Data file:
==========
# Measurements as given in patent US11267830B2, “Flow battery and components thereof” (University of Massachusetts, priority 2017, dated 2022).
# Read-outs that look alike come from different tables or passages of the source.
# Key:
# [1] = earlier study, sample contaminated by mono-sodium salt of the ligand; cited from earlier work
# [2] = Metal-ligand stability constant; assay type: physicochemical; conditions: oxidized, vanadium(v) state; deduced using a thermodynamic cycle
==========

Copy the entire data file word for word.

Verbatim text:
# Measurements as given in patent US11267830B2, “Flow battery and components thereof” (University of Massachusetts, priority 2017, dated 2022).
# Read-outs that look alike come from different tables or passages of the source.
# Key:
# [1] = earlier study, sample contaminated by mono-sodium salt of the ligand; cited from earlier work
# [2] = Metal-ligand stability constant; assay type: physicochemical; conditions: oxidized, vanadium(v) state; deduced using a thermodynamic cycle